The Northern Shenandoah Valley is full of family fun this fall with numerous pumpkin patches, corn mazes, fall decorations for sale and other events happening throughout the region.

In Shenandoah County, Sycamore Banks Farm at 448 Whitehall Lane in Mount Jackson is open Friday through Sunday for pumpkin picking and horse-drawn hayrides through the patch. Cost is $10 for a pumpkin of your choice. Customers can also pay $40 to fill up a wagon or choose pumpkins that are individually priced. The patch is open 2 p.m. to dark on Friday, 9 a.m. to dark on Saturday and 2 p.m. to dark on Sunday.

Farm owner Cheyenne Rhodes started growing pumpkins a few years ago with her husband and would haul them to produce auctions. They decided that was a little hectic for them. So, they decided to open the patch.

“We love it. We’ve been on the farm for six years, so we’re really still quite new. We still have people come in who have lived in Mount Jackson their entire life and didn’t even know we were back here,” Rhodes said. “We both came from farms, so farming is in our blood and we wanted to continue that. As most people in agriculture know, it’s a pretty difficult industry to get into and to have a sustained income in. So the big thing for young farmers is to diversify and find as many different ventures that we can. … We have a lot of things going on, but the pumpkin patch was a way for us to get people to the farm and let them see a working farm.”

The farm will also host a few events this fall. From 6-9 p.m. Friday, Oct. 15, the farm will host its first farm-to-table dinner, Sycamore Banks Supper & Spirits. The farm is also hosting Pumpkin Patch Date Day from 2-5 p.m. Oct. 17. The event is $85 per ticket and includes a 15-minute photo session with Ashley Robinson Photography, a horse-drawn hayride, a pumpkin of your choice, two sets of cookies from Chickadee Sweets and two coffees from Woodstock Cafe in a souvenir mug.

Donna Koon, who owns The Pumpkin Patch at Edge-Wood Dairy located across from the water treatment plant on Berryville Pike near the Frederick-Clarke county line, said she started the 10-acre pumpkin patch “many years ago” when her son was in FFA and wanted to grow pumpkins.

It has since grown into a family pumpkin patch that features traditional pumpkins, white ghost pumpkins, goose bump pumpkins, mellow yellow pumpkins and pumpkins for cooking. On site is also a scavenger hunt maze and a pumpkin slingshot. Homemade baked goods including pumpkin rolls and pumpkin bundt cake, as well as apples and arts and crafts, are also available.

“I like getting to see my customers coming back and watching their children grow here,” Koon said. “I think they come back because everything is local, and we grow most of everything except my mums. We’ve grown every year, with the maze, the play area and now the slingshot.”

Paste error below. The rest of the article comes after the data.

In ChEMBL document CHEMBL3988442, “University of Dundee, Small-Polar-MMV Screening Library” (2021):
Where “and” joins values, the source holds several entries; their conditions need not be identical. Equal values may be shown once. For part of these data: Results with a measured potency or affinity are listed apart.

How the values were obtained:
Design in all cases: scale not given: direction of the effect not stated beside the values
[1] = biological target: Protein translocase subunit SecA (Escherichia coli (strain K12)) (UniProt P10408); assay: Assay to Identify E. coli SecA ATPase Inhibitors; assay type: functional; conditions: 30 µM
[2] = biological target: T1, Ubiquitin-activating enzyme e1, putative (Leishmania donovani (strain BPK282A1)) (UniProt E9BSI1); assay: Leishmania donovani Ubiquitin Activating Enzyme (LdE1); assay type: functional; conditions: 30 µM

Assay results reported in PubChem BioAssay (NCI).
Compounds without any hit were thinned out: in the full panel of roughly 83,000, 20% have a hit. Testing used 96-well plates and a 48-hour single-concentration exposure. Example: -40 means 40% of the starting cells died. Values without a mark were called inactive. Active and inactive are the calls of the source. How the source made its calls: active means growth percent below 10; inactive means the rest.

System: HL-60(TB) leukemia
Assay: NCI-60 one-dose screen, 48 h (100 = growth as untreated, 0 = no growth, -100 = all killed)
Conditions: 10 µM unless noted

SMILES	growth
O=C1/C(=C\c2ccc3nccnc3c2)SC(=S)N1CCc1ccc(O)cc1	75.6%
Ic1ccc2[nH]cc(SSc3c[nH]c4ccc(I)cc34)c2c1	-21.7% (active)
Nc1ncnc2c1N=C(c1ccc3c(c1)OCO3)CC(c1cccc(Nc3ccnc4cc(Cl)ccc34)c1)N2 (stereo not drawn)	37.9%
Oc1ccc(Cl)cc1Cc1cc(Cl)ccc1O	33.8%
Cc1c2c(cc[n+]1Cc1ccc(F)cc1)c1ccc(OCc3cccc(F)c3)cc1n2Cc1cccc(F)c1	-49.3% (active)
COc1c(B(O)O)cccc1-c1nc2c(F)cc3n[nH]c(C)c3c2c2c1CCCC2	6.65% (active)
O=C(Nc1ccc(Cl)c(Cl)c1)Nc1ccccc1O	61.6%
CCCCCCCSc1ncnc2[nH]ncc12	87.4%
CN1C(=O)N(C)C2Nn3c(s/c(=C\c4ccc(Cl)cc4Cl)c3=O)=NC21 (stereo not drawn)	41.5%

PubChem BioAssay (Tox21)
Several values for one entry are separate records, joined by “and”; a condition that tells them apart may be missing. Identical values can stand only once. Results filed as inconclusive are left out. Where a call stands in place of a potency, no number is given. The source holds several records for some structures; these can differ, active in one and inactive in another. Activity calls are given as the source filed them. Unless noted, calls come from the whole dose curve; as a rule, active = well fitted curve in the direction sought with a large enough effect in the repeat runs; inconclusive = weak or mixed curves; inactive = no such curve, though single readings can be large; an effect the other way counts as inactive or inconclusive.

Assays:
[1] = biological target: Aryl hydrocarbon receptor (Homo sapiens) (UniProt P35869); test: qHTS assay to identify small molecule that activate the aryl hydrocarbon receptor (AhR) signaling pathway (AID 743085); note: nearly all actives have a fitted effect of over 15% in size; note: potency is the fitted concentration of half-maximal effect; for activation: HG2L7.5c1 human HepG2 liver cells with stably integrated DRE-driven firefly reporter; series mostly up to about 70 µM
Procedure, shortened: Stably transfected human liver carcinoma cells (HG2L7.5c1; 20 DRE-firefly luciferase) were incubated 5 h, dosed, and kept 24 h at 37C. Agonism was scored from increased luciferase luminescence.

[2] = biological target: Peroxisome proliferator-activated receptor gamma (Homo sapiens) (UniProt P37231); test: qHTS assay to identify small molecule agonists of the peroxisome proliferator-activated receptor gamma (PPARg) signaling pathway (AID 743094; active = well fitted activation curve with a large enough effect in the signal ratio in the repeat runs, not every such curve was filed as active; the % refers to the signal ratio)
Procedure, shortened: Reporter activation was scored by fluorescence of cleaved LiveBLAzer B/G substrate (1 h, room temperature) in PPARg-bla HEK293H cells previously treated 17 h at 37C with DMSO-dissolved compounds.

The pumpkin slingshot, a unique offering at The Pumpkin Patch, allows children — and adults — to place a small-to-medium-sized pumpkin into a slingshot and then shoot it at hay bales.

The Pumpkin Patch, which helps to support Edge-Wood Dairy, is open 10 a.m. to 5 p.m. through the week and 10 a.m. to 6 p.m. on weekends. They will also be hosting a children’s costume contest at 2 p.m., on Sat., Oct. 31 for ages 3-6 and 7-12. Prizes will be given to winners and runner-ups.

Elsewhere in Clarke County, folks have the option to check out Wayside Farm Fun at 5273 Harry Byrd Highway near Berryville to explore a 10-acre corn maze, pumpkin patch and watch pig races. The farm is open 10 a.m. to 6 p.m. Friday through Monday.

In Frederick County, West Oaks Farm Market at 4305 Middle Road near Winchester continues to have its corn maze, which boasts more than 3 miles of paths. A pumpkin patch as well as apple picking and hay rides are just a few of their other offerings. Live music also continues throughout the fall. Hours at West Oaks for the corn maze and patches range from 9 a.m. to 6 p.m. on Saturday and run from noon to 6 p.m. on Sunday.

The Pumpkin Patch at Hill High Farm at 933 Barley Lane in Winchester is also open on the weekends, from 10 a.m. to 5 p.m. every Saturday and Sunday through Oct. 28.

During the daytime hours, folks can enjoy a hayride out to the pumpkin patch, where they can pick their own pumpkin. A significantly large corn maze is also available for daytime strollers. And when you’re done with that, the “Packing Shed” store is open.

If you’re looking for a nighttime adventure, Haunted Nightmares at Hill High Farm could be right up your alley.

A 5,000 square-foot walk through haunted house with live actors and five different 10-minute escape rooms are available for nighttime fun. The corn maze is also open at night, and moonlit hayrides are available.

Nighttime events are open from 7-10 p.m. Friday, until 10 p.m. on Saturday and until 5 p.m. on Sunday.

Valley Star Farm at 1104 Springfield Road in Luray, will offer free admission to its pumpkin patch this year while encouraging folks to donate to Choices of Page County, Life Center of Page County and Angel Flight Mid Atlantic.

Though activities in the farm’s Playland have been cut back, the corn maze and pumpkin patch are sure to provide fun. The maze, which changes yearly, also offers a challenge of finding six different farm animal boards along the way.

If you’re not looking for corn mazes or hayrides, plenty of area farmers markets across the region will also have pumpkins for sale this fall.

For more information on any of the above-mentioned farms, visit their Facebook pages or websites.

— Contact Matt Welch at